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Murdaugh spars with prosecutor as jurors weigh ex-attorney’s credibility

The lead prosecutor in the double murder trial of Alex Murdaugh used the disbarred attorney's confession to past misdeeds to paint him as a liar during cross-examination.

CHARLESTON, S.C. (CN) — Alex Murdaugh finished his testimony Friday afternoon as the state’s lead prosecutor in the former attorney's double murder case grilled him over the lies and misdeeds that swirled around the killings almost two years ago of his wife and son.

Murdaugh confessed he abused pain pills for decades while stealing millions of dollars from his family’s law firm and its clients. He lied to authorities and family about where he was the night his wife Maggie and son Paul were brutally gunned down on the family’s estate. After the murders, he staged his own roadside suicide so his other son could collect from his multimillion-dollar life insurance policy, he admitted.

Prosecutor Creighton Waters used those misdeeds to attack the defendant’s credibility during cross-examination, raising an essential question for the jurors who will decide if the once-respected attorney committed the heinous crimes: Why should we trust him now?

Murdaugh managed to keep his cool across more than six hours of cross-examination — the minimum bar for any defendant who makes the perilous decision to take the witness stand. But Waters pounced on the ex-attorney’s sometimes stilted responses and cornpone expressions as the two men fought for credibility in front of the jury.

The defendant's repeated response to questions about the millions he stole from his former clients — “I stole money that didn’t belong to me. I misled people. And I was wrong” — prompted Waters to ask him Thursday afternoon how often he practiced the answer before testifying. Murdaugh denied rehearsing.

The prosecutor also questioned why the defendant kept referring to his son as “Pawpaw” — a nickname he had not previously used in interviews. Murdaugh said it wasn't unusual, but he offered to use his son's formal name if it made the prosecutor more comfortable.

Murdaugh called 911 shortly after 10 p.m. on June 7, 2021, to report finding Maggie, 52, and their 22-year-old son shot to death at the dog kennels on the family’s sprawling hunting estate in Colleton County. He told investigators and family members that he did not visit the kennels that night, but instead slept on the couch before leaving to visit his ailing mother.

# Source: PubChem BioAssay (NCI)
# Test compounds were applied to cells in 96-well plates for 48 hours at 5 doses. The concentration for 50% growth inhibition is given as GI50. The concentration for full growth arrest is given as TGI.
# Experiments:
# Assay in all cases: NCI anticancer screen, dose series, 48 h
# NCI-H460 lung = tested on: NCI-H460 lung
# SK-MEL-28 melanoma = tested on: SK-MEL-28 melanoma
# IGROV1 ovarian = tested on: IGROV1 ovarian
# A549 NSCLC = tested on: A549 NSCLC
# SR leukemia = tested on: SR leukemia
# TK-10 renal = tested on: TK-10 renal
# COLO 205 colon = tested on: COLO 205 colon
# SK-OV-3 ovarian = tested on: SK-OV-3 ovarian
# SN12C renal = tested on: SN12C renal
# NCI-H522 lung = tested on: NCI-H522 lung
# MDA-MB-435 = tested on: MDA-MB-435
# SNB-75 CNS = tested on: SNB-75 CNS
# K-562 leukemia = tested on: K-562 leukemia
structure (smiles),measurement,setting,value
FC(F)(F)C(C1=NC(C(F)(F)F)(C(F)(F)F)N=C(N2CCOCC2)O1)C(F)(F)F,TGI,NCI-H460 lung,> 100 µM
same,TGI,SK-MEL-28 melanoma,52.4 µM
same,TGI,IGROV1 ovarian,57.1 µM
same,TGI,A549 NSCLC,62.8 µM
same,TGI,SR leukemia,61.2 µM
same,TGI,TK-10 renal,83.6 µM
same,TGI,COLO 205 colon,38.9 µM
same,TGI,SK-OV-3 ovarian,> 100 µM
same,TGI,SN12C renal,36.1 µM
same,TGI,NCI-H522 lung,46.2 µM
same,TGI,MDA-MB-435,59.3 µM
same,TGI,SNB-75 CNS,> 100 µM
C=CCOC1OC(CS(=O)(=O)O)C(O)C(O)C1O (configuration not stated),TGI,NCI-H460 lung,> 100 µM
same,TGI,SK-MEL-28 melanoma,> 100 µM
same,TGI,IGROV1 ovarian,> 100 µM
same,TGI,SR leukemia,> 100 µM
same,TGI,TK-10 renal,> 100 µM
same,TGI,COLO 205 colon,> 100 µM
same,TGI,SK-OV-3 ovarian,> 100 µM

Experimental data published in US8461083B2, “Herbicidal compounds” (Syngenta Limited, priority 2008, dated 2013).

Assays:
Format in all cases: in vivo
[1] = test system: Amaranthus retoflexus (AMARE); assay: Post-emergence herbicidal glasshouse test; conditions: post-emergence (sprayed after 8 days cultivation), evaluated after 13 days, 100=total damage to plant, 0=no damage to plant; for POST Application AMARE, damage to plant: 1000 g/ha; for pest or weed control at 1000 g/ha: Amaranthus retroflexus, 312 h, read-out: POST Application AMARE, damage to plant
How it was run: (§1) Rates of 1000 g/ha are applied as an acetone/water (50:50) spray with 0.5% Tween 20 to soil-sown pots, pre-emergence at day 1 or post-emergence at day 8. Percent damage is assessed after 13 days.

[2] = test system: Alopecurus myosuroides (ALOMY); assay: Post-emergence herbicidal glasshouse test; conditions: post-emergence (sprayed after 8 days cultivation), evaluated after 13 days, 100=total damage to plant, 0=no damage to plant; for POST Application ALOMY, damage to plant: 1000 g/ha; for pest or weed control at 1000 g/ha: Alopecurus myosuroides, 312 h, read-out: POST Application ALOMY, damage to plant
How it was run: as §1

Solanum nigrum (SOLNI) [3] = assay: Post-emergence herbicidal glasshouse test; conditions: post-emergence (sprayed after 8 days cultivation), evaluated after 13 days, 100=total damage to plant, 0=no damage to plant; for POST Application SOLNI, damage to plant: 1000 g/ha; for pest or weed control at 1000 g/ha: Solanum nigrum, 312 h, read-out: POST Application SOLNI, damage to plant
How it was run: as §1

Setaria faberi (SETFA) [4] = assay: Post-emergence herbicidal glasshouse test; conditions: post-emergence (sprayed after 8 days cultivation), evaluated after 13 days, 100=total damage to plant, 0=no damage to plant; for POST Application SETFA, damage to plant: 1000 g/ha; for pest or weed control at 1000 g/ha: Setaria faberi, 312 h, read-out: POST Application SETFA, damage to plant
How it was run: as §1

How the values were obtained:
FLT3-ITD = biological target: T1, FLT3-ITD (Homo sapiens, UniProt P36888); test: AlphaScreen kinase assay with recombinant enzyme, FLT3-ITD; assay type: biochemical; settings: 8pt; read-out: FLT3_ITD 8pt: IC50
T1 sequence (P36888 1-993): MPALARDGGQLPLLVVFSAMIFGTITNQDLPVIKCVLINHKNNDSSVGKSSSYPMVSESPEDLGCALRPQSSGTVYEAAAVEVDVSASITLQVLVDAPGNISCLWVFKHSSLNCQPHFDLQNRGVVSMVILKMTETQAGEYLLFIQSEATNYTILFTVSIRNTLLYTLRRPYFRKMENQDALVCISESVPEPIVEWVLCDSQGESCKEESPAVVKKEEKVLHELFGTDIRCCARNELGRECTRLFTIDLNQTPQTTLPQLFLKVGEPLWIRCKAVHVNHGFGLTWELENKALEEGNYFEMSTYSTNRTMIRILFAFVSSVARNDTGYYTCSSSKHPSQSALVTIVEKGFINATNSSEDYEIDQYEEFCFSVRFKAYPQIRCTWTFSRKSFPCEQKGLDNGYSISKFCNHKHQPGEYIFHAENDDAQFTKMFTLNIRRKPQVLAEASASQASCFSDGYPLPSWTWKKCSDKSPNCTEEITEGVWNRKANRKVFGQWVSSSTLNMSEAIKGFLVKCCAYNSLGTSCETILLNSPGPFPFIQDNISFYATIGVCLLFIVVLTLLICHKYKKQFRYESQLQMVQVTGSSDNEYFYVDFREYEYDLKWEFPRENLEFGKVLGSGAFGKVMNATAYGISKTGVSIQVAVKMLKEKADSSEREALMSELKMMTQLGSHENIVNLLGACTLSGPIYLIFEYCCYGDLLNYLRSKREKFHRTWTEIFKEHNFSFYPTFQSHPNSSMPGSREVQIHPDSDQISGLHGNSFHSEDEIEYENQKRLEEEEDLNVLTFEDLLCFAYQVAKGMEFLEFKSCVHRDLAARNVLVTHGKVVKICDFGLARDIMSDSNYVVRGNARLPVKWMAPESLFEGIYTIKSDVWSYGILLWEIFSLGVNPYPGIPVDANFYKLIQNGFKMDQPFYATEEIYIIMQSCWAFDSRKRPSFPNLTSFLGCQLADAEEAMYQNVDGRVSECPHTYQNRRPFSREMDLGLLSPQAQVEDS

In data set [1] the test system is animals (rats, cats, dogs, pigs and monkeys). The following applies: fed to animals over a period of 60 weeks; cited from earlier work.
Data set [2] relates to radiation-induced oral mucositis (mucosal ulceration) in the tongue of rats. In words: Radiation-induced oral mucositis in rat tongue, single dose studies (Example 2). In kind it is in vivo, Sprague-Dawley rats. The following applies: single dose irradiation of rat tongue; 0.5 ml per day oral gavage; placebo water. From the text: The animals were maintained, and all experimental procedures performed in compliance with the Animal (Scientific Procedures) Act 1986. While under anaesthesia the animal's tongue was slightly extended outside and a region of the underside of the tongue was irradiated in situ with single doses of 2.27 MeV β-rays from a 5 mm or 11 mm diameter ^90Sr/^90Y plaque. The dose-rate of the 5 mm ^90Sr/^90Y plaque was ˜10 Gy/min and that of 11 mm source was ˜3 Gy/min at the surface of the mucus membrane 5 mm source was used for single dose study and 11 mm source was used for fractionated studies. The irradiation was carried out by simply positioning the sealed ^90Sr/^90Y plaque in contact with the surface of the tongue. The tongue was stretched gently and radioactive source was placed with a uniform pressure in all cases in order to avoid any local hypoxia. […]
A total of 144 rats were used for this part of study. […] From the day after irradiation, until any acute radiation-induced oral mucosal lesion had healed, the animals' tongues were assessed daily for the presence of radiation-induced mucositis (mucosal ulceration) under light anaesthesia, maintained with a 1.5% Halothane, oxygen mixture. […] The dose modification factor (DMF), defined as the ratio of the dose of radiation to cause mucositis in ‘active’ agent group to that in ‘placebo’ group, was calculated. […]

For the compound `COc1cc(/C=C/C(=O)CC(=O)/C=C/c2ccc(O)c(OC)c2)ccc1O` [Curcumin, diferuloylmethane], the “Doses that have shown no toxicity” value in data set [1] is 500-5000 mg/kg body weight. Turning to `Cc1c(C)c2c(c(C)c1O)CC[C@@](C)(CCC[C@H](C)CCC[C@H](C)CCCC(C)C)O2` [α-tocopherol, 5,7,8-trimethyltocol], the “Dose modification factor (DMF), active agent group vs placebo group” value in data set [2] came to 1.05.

The alibi would crumble in March, when federal agents cracked the passcode on Paul’s cellphone. On it, they found a video Paul recorded at 8:44 p.m. outside the kennels — minutes before the son and mother would stop answering text messages and phone calls. More than a half dozen witnesses have testified at the trial they hear Alex’s distinctive voice in the video.

Murdaugh told the jury he lied to investigators about visiting the kennels on the night of the murders, in part, because his opioid use made him paranoid. On Friday, Waters played a recording of the defendant’s first interview with the state’s lead investigator and asked if he could pinpoint when specifically his “dope paranoia” made him lie.

The prosecutor called Murdaugh a “busy bee” around the time of the murders. The ex-attorney’s cellphone recorded him traveling nearly 300 footsteps in a four-minute period shortly after 9 p.m. Murdaugh testified Thursday he was only at the kennels a few minutes before returning to the house.

Why the frantic movement, then, Waters wondered.

The defendant could not say for certain.

The lawyer and the ex-lawyer quibbled over the definitions of “successful” and “accountability” during the two-day inquisition. They parsed the meaning of a lie so thoroughly it would make an ethics professor weep.

As he neared the end of questioning, Walters asked Murdaugh if he was a “family annihilator.”

“Like did I shoot my wife and son?” the defendant asked. “No, I would never shoot my wife and son under any circumstances.”

Murdaugh offered his theory for the murders. He claimed “half-truths” and “misrepresentations” caused a media firestorm after his son was charged with boating while intoxicated in a 2019 crash that killed a 19-year-old girl. The father did not take seriously the “vile” attacks digital trolls hurled at his son, but the assailant must have, he testified, as evidenced by the brutality inflicted on Paul.

“I believed then it was the boat wreck, and I believe now it was the boat wreck,” he said.

Waters said Murdaugh had no evidence to support the “random vigilante” theory, pointing out an assailant would need to know the family’s schedules and estate’s layout to commit the murders in such a short window of time.

Waters hammered in his final questions on Murdaugh’s confession that he lied to dozens of people – friends, family members, law clients, colleagues and investigators.

“You are just able to do that so easily and so convincingly and so naturally, aren’t you?” Waters asked.

“That’s not for me to judge,” Murdaugh replied.

On that point, the men agreed.

The trial is expected to continue Monday with more witnesses from the defense.

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